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QB KlassRoom

Quantifying Quarterbacks: Jacob Eason

by Derrik Klassen
Updated On: March 5, 2020, 12:35 pm ET

Quantifying Quarterbacks is an NFL Draft focused quarterback charting project geared toward providing as much information about as much of a quarterback's recent career as possible. Over 20 data points are recorded for any given pass attempt, ranging from down-and-distance, personnel grouping, play-action, depth of target, accuracy, and much more. Quantifying Quarterbacks charts the entirety of a quarterback's final college season, as well as a smaller sample (four games) from their previous season. All of this charting is done manually by me during and after the college football season. For a more in-depth look at what exactly Quantifying Quarterbacks is, here is a link to last year's final product: 2019 Quantifying Quarterbacks.

Jacob Eason Charting Profile
Distance (Usage Rate) Left Outside Left Middle Right Middle Right Outside Total
20+ (16.77%) 8/20 (2 TD) 1/4 (1 TD) 6/12 (3 TD) 7/20 (5 TD, 1 INT) 22/56 (11 TD, 1 INT)
16-20 (7.19%) 2/3 8/9 (1 INT) 5/9 (1 TD, 1 INT) 1/3 (1 INT) 16/24 (1 TD, 3 INT)
11-15 (8.98%) 6/11 (1 TD, 1 INT) 7/10 4/6 0/3 17/30 (1 TD, 1 INT)
6-10 (12.28%) 6/9 8/9 15/20 (3 TD) 1/3 30/41 (3 TD)
1-5 (36.83%) 16/18 (1 TD) 32/38 (1 INT) 45/53 (1 TD) 12/14 (1 INT) 105/123 (2 TD, 2 INT)
0 (16.47%) 7/7 16/17 17/18 (1 TD) 12/13 (1 TD) 52/55 (2 TD)
Total (334 plays) 45/68 (4 TD, 1 INT) 72/87 (1 TD, 2 INT) 92/118 (9 TD, 1 INT) 33/56 (6 TD, 3 INT) 242/329 (21 TD, 7 INT)

Games Charted: Entire 2019 season (except for Stanford game, could not find)


Blatant Drops: 20

Forced Adjustments: 14 (4.26%)

Contested Drops: 14

Passes Defended: 21

Explosive: 36 (10.78%)

Throwaways: 5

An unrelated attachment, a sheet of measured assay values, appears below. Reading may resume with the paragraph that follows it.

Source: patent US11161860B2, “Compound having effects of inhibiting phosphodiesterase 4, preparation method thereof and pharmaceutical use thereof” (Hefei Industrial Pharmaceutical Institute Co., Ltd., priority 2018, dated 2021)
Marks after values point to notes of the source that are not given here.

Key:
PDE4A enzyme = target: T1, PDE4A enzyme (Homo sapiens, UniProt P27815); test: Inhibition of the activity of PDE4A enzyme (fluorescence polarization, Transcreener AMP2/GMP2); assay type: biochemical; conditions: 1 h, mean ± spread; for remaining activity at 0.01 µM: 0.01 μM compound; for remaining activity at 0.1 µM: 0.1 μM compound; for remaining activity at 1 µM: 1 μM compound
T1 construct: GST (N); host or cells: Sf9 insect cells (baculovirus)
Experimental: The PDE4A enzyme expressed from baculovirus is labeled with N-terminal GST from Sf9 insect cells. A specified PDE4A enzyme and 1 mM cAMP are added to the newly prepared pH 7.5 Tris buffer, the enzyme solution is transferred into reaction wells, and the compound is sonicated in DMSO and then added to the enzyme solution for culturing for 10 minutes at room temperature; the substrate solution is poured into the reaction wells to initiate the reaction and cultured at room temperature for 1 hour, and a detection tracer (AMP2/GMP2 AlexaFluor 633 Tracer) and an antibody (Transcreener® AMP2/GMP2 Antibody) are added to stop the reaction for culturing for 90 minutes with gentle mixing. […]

Though obviously a lesser prospect, Jacob Eason’s pass distribution looks similar to Joe Burrow’s. Like Burrow, Eason does not have that many passes at or behind the line of scrimmage, but more than one-third of his attempts came in the 1-5 yard area. That’s still a ton of quick passing, but even throwing to the 1-5 yard area that often is a lot more encouraging to me than if a quarterback throws a ton of passes behind the line of scrimmage. 

Eason’s pass distribution also makes for interesting circumstances with respect to how he arrived at his accuracy score. On the surface, Eason is a strong-armed quarterback with an aggressive nature over the middle. However, Eason crushed the 0-10 yard areas and threw there relentlessly, perhaps scoring better than any player in the class, yet managed just an average accuracy rate from 11-20 yards and an atrocious accuracy rate beyond 20 yards. In fact, Eason’s 39.29% hit rate beyond 20 yards is the second-worst in the class (so far), beating out only Jake Fromm. Not exactly the profile except for a project QB whose defining trait is arm strength. 

The number of drops is a clear standout here as well. Over a 334-play sample, 20 drops comes out to 5.99% of the time — at least once per game, if not more. And that does not even consider some of the contested drops in which Washington’s receiver had the inside track and should have reeled the ball in, even if the look wasn’t clean enough to be considered a blatant drop. While Eason is far from perfect, his pass-catchers failed him time and time again. 



Adjusted Accuracy: 73.28%

Outside the Pocket Percentage: 9.28%

Adjusted Accuracy Outside the Pocket: 53.23%

Under Pressure Percentage: 16.77%

Adjusted Accuracy Under Pressure: 36.07%

Most Common Personnel Package: 11 personnel (44.61%)

Shotgun Percentage: 83.53%

Empty Formations Frequency: 15.57%

Play-Action Percentage: 33.53%

Play-Action Adjusted Accuracy: 79.82%